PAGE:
Surrounded by water on three sides, at what is known as Bennelong Point, stands one of the most magnificient buildings on one of the most beautiful harbours in the world. The Sydney Opera House, originally designed by the Danish Architect Joern Utzon, is meant to look like a giant sailing ship.
The Sydney Opera House is a multi-venue performing arts centre in New South Wales (NSW), Australia. It was conceived and largely built by Danish architect Jørn Utzon, opening in 1973 after a long gestation that began with his competition-winning design in 1957. The NSW Government, led by Premier Joseph Cahill gave the go-ahead for work to begin in 1958. The government's bold decision to select Utzon's design is often overshadowed by the scandal that followed. It is on Bennelong Point in Sydney Harbour, close to the Sydney Harbour Bridge. It sits at the northeastern tip of the Sydney central business district (the CBD), surrounded on three sides by the harbour (Sydney Cove and Farm Cove) and inland by the Royal Botanic Gardens.
Contrary to its name, it houses multiple performance venues. It is among the busiest performing arts centre in the world, hosting over 1,500 performances each year attended by some 1.2 million people. It provides a venue for many performing arts companies, including the four key resident companies Opera Australia, The Australian Ballet, the Sydney Theatre Company and the Sydney Symphony Orchestra, and presents a wide range of productions on its own account. It is also one of the most popular visitor attractions in Australia, with more than seven million people visiting each year, 300,000 of whom take a guided tour.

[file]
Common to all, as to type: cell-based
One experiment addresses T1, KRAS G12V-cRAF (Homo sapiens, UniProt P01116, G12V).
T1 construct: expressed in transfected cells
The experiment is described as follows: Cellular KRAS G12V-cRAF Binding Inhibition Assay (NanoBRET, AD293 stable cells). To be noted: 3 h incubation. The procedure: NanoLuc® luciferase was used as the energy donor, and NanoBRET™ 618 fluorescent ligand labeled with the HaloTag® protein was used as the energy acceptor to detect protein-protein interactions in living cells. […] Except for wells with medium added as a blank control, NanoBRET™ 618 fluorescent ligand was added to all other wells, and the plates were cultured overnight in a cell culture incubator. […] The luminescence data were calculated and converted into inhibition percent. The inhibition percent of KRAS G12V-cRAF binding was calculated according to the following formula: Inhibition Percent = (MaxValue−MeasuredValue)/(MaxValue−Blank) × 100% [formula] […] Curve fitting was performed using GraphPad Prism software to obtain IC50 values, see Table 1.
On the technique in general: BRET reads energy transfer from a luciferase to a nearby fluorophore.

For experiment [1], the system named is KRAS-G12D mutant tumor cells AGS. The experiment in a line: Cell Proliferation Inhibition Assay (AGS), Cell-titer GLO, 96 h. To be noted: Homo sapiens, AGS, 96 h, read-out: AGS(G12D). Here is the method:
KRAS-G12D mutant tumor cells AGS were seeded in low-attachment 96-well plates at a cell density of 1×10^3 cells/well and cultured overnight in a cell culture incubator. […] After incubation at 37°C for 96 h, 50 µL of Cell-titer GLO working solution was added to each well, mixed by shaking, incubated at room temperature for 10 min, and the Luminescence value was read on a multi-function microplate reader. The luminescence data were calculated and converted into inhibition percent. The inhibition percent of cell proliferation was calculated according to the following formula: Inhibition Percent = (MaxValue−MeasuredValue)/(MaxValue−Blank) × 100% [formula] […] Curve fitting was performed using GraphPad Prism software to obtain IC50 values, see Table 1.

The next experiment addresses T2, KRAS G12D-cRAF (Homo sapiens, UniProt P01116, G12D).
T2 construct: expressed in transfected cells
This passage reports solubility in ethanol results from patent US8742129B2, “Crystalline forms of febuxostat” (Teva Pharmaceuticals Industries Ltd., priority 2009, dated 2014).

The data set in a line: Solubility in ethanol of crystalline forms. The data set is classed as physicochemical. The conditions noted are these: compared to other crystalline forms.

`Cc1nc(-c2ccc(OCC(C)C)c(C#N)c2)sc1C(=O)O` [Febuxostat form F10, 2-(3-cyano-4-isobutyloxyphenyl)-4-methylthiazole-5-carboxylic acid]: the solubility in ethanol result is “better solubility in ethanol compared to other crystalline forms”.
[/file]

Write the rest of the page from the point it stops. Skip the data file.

It is administered by the Sydney Opera House Trust, under the New South Wales Ministry of the Arts. On 28 June 2007, it was made a UNESCO World Heritage Site. It is one of the 20th century's most distinctive buildings and one of the most famous performing arts centres in the world.